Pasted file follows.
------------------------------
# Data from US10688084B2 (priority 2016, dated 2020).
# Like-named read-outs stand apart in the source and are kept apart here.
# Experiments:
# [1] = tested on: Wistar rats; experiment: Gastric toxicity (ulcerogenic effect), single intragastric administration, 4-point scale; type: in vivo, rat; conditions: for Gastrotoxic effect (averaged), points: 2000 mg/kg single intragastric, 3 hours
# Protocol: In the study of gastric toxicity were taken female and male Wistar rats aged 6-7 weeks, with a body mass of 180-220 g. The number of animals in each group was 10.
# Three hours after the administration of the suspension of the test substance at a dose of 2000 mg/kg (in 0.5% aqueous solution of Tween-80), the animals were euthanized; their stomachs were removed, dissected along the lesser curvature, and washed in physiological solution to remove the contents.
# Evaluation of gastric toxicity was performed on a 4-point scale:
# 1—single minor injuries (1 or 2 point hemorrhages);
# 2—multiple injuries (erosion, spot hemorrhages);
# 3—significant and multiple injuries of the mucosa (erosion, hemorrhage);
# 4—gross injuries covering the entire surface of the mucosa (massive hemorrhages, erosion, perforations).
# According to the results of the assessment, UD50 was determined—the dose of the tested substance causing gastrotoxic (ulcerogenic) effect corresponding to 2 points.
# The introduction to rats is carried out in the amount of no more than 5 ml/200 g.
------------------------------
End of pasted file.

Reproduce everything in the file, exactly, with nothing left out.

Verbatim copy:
# Data from US10688084B2 (priority 2016, dated 2020).
# Like-named read-outs stand apart in the source and are kept apart here.
# Experiments:
# [1] = tested on: Wistar rats; experiment: Gastric toxicity (ulcerogenic effect), single intragastric administration, 4-point scale; type: in vivo, rat; conditions: for Gastrotoxic effect (averaged), points: 2000 mg/kg single intragastric, 3 hours
# Protocol: In the study of gastric toxicity were taken female and male Wistar rats aged 6-7 weeks, with a body mass of 180-220 g. The number of animals in each group was 10.
# Three hours after the administration of the suspension of the test substance at a dose of 2000 mg/kg (in 0.5% aqueous solution of Tween-80), the animals were euthanized; their stomachs were removed, dissected along the lesser curvature, and washed in physiological solution to remove the contents.
# Evaluation of gastric toxicity was performed on a 4-point scale:
# 1—single minor injuries (1 or 2 point hemorrhages);
# 2—multiple injuries (erosion, spot hemorrhages);
# 3—significant and multiple injuries of the mucosa (erosion, hemorrhage);
# 4—gross injuries covering the entire surface of the mucosa (massive hemorrhages, erosion, perforations).
# According to the results of the assessment, UD50 was determined—the dose of the tested substance causing gastrotoxic (ulcerogenic) effect corresponding to 2 points.
# The introduction to rats is carried out in the amount of no more than 5 ml/200 g.